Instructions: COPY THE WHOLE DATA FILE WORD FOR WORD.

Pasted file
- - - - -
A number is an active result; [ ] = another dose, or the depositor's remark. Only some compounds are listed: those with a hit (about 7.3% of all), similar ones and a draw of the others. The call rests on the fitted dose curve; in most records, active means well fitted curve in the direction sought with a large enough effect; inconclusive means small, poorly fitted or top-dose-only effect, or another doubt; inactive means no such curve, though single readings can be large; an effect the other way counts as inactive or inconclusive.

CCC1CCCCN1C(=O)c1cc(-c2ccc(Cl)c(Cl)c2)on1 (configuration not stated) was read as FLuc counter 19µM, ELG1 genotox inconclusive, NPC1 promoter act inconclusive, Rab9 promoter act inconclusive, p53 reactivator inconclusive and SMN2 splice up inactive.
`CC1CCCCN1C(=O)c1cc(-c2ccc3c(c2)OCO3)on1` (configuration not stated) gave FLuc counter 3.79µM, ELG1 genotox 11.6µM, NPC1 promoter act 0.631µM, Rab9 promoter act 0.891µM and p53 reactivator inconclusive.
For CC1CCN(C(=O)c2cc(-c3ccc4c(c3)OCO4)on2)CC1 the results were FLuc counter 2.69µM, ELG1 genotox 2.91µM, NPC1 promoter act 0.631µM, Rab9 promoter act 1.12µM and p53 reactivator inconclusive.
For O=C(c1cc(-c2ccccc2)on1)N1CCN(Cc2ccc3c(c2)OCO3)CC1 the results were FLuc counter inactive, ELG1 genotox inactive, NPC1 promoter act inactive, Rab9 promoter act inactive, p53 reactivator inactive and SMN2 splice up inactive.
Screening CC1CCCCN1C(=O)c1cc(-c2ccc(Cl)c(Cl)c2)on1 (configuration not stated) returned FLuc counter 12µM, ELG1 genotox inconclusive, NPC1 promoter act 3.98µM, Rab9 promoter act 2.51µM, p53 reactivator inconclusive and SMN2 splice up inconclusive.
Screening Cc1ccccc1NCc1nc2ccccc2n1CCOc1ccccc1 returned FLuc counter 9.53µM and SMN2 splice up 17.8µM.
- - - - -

A number is an active result; [ ] = another dose, or the depositor's remark. Only some compounds are listed: those with a hit (about 7.3% of all), similar ones and a draw of the others. The call rests on the fitted dose curve; in most records, active means well fitted curve in the direction sought with a large enough effect; inconclusive means small, poorly fitted or top-dose-only effect, or another doubt; inactive means no such curve, though single readings can be large; an effect the other way counts as inactive or inconclusive.

CCC1CCCCN1C(=O)c1cc(-c2ccc(Cl)c(Cl)c2)on1 (configuration not stated) was read as FLuc counter 19µM, ELG1 genotox inconclusive, NPC1 promoter act inconclusive, Rab9 promoter act inconclusive, p53 reactivator inconclusive and SMN2 splice up inactive.
`CC1CCCCN1C(=O)c1cc(-c2ccc3c(c2)OCO3)on1` (configuration not stated) gave FLuc counter 3.79µM, ELG1 genotox 11.6µM, NPC1 promoter act 0.631µM, Rab9 promoter act 0.891µM and p53 reactivator inconclusive.
For CC1CCN(C(=O)c2cc(-c3ccc4c(c3)OCO4)on2)CC1 the results were FLuc counter 2.69µM, ELG1 genotox 2.91µM, NPC1 promoter act 0.631µM, Rab9 promoter act 1.12µM and p53 reactivator inconclusive.
For O=C(c1cc(-c2ccccc2)on1)N1CCN(Cc2ccc3c(c2)OCO3)CC1 the results were FLuc counter inactive, ELG1 genotox inactive, NPC1 promoter act inactive, Rab9 promoter act inactive, p53 reactivator inactive and SMN2 splice up inactive.
Screening CC1CCCCN1C(=O)c1cc(-c2ccc(Cl)c(Cl)c2)on1 (configuration not stated) returned FLuc counter 12µM, ELG1 genotox inconclusive, NPC1 promoter act 3.98µM, Rab9 promoter act 2.51µM, p53 reactivator inconclusive and SMN2 splice up inconclusive.
Screening Cc1ccccc1NCc1nc2ccccc2n1CCOc1ccccc1 returned FLuc counter 9.53µM and SMN2 splice up 17.8µM.